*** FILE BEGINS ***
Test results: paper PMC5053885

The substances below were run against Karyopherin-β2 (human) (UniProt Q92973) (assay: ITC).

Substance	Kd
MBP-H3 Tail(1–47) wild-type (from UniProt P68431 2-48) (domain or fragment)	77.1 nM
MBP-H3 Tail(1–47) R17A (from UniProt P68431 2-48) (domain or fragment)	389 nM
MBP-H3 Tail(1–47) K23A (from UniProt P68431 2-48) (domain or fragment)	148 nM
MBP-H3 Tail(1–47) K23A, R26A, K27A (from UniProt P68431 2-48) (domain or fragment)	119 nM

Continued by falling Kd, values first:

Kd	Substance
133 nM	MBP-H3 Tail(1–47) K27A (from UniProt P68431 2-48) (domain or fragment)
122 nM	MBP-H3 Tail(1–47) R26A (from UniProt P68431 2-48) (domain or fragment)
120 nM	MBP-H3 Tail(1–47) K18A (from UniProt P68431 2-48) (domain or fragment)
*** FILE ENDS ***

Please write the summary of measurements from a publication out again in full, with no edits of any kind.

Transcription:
Test results: paper PMC5053885

The substances below were run against Karyopherin-β2 (human) (UniProt Q92973) (assay: ITC).

Substance	Kd
MBP-H3 Tail(1–47) wild-type (from UniProt P68431 2-48) (domain or fragment)	77.1 nM
MBP-H3 Tail(1–47) R17A (from UniProt P68431 2-48) (domain or fragment)	389 nM
MBP-H3 Tail(1–47) K23A (from UniProt P68431 2-48) (domain or fragment)	148 nM
MBP-H3 Tail(1–47) K23A, R26A, K27A (from UniProt P68431 2-48) (domain or fragment)	119 nM

Continued by falling Kd, values first:

Kd	Substance
133 nM	MBP-H3 Tail(1–47) K27A (from UniProt P68431 2-48) (domain or fragment)
122 nM	MBP-H3 Tail(1–47) R26A (from UniProt P68431 2-48) (domain or fragment)
120 nM	MBP-H3 Tail(1–47) K18A (from UniProt P68431 2-48) (domain or fragment)